• Loveisrespect, National Teen Dating Abuse Helpline — was launched February 8, 2007 by the [ National Domestic Violence Hotline] . This 24 hour national Web based and telephone resource was created to help teens (ages 13 18) experiencing dating abuse, and is the only helpline in… …   Wikipedia

  • Dating violence — is defined as the perpetration or threat of an act of violence by at least one member of an unmarried couple on the other member within the context of dating or courtship. This violence encompasses all forms: sexual assault, physical violence,… …   Wikipedia

  • Abuse — This article is about the mistreatment of people or systems. For other uses, see Abuse (disambiguation). Mistreat redirects here. For other uses, see Mistreat (disambiguation). Contents 1 Types and contexts of abuse 1.1 …   Wikipedia

  • Dating Violence Awareness Week — This article is about a Singapore awareness week. For general information, see Dating violence. Dating Violence Awareness Week is an annual event in Singapore each February 7th to 14th to draw attention to dating violence, particularly amongst… …   Wikipedia

  • Dating — This article is about the form of courtship. For other uses, see Dating (disambiguation). Double Date redirects here. For the episode of How I Met Your Mother , see Double Date (How I Met Your Mother). For the episode of The Office , see Double… …   Wikipedia

  • Teen dating violence — is a pattern of controlling behavior by one teenager over another teenager who are in a dating relationship. The behavior includes, but is not limited to, physical abuse, emotional abuse, and sexual abuse. Although 40% of teenagers in the United… …   Wikipedia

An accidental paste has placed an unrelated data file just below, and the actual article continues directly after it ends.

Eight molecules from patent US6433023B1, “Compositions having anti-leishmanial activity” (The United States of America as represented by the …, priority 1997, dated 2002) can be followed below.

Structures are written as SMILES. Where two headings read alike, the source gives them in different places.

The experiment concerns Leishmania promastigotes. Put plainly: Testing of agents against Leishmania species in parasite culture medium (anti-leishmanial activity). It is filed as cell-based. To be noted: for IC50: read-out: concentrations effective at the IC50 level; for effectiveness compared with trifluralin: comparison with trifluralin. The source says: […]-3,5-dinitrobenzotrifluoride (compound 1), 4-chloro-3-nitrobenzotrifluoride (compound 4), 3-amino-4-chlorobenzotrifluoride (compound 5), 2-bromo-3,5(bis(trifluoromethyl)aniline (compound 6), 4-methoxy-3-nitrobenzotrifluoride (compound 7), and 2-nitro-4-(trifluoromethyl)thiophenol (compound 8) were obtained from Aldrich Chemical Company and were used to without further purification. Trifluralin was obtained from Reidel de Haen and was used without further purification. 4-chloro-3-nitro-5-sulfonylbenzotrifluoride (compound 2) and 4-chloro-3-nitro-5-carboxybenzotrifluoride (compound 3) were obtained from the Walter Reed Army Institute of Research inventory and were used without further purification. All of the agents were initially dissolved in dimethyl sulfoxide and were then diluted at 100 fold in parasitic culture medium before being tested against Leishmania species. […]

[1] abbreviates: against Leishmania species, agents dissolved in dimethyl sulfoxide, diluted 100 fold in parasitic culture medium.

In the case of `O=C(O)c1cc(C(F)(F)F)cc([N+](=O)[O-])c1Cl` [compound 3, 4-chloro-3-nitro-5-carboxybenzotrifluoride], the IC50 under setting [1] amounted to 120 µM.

• Cycle of abuse — This article is about the cycle of violence within one person s pattern of abuse. For a broader pattern of violence and intergenerational cycle of violence, see Cycle of violence. The four phases of the Cycle of Abuse The cycle of abuse is a… …   Wikipedia

  • Psychological abuse — Classification and external resources ICD 10 T74.3 ICD 9 995.82 Psychological abuse, also …   Wikipedia

  • College and university dating — College dating is the set of behaviors and phenomena centered around the seeking out and the maintenance of romantic relationships in a university setting. It has unique properties that only occur, or occur most frequently, in a campus setting.… …   Wikipedia

  • Elder abuse — Relationships Types …   Wikipedia

Share the article and excerpts

Direct link
Do a right-click on the link above
and select “Copy Link”